From National Geographic:
Prehistoric “Movie Monster” Mollusk Re-created With 3-D Printer
Creature lived about 390 million years ago.
for National Geographic News
Published September 18, 2012
A spiky, well-armored mollusk that lived in the ocean 390 million years ago has been brought back to life with the help of 3-D printers.
Less than an inch long, the oval-shaped creature—a species of so-called multiplacophoran dubbed Protobalanus spinicoronatus—was previously known from only a few rare and incomplete specimens, which made for inaccurate reconstructions.
“The original reconstruction was made where the plates were arranged in a long row, almost like a long worm with 17 plates down its back,” said study co-author Jakob Vinther, a paleontologist at the University of Texas at Austin.
The latest P. spinicoronatus model is based on the most complete known fossil of a multiplacophoran, discovered in 2001 in northern Ohio. Partially covered in rock, the animal’s shell and spikes had become fragmented as it decayed. …
The new model also reveals that P. spinicoronatus was more heavily armored than other mollusks living at the time, and in fact resembled some modern chitons, which live in shallow, exposed environments where there are a lot of predators—as the team believes was the case for the prehistoric mollusk too.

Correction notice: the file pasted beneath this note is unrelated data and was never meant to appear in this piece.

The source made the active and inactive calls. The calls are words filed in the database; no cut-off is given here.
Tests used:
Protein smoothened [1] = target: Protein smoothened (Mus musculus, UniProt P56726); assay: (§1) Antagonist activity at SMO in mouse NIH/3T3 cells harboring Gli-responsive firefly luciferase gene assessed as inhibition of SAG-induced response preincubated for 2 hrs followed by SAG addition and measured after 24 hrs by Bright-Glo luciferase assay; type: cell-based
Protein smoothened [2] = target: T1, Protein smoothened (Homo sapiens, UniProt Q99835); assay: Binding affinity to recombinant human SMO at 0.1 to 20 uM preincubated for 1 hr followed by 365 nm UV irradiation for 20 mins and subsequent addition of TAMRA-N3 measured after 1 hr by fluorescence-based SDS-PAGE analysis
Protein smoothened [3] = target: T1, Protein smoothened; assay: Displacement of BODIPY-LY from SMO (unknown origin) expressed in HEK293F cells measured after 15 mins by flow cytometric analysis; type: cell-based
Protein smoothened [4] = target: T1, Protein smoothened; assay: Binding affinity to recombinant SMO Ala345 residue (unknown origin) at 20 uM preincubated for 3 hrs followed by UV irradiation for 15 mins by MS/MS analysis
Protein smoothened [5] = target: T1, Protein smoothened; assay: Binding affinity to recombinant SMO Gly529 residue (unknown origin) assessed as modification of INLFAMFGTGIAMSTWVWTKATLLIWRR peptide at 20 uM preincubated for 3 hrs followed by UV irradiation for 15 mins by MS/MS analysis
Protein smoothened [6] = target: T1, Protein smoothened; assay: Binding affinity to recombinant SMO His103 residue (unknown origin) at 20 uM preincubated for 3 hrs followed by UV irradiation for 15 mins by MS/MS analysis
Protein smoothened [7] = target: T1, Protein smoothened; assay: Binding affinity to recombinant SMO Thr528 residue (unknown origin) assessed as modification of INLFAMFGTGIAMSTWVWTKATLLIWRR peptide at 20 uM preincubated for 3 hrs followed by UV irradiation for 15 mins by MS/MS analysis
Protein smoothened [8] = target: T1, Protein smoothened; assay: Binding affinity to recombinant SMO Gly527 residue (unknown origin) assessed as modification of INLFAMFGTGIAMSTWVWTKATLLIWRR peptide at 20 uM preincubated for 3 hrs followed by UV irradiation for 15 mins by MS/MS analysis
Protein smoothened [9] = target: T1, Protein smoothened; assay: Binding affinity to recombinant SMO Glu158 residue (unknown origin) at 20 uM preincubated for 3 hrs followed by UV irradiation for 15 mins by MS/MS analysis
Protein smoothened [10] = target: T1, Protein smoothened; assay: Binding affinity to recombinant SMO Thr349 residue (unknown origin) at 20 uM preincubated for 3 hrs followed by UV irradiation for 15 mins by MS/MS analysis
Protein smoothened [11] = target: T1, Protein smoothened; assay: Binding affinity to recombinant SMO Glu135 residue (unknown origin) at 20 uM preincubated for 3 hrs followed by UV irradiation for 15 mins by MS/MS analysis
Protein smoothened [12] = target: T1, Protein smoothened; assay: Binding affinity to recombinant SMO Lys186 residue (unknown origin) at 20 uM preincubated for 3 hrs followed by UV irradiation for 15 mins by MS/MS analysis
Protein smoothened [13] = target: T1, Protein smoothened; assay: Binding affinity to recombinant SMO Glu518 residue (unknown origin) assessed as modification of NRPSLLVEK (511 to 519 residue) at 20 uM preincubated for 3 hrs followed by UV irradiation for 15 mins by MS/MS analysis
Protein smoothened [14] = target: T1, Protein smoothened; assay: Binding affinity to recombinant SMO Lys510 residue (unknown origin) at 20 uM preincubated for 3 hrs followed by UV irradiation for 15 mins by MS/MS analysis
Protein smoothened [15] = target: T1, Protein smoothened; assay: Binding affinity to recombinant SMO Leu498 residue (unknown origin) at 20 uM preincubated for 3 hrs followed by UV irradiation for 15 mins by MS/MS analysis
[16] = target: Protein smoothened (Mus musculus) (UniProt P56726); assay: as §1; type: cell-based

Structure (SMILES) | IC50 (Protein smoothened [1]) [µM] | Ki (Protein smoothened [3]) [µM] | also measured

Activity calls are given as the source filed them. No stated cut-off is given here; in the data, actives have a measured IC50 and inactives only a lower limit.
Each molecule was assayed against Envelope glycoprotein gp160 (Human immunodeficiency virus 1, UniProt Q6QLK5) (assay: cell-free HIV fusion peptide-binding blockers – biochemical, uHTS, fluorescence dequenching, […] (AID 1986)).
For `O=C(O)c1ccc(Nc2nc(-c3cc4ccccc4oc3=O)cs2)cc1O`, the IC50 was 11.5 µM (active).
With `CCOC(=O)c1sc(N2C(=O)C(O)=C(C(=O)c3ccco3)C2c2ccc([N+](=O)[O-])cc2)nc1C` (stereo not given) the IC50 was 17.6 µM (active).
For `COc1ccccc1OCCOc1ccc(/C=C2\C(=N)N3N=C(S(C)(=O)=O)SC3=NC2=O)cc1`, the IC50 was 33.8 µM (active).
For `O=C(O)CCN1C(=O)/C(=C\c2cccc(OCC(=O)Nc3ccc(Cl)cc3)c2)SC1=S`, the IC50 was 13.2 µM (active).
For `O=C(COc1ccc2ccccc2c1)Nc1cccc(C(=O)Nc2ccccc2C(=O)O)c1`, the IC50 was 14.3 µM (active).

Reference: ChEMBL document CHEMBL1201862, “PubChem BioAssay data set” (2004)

“It was a really exciting time,” Vinther said, “because there was a lot going on.”
The new mollusk model is detailed in the September 18 issue of the journal Paleontology.
See also here.
September 19, Shenzhen, China – An international research team, led by Institute of Oceanology of Chinese Academy of Sciences and BGI, has completed the sequencing, assembly and analysis of Pacific oyster (Crassostrea gigas) genome—the first mollusk genome to be sequenced—that will help to fill a void in our understanding of the species-rich but poorly explored mollusc family. The study, published online today in Nature, reveals the unique adaptations of oysters to highly stressful environment and the complexity mechanism of shell formation: here.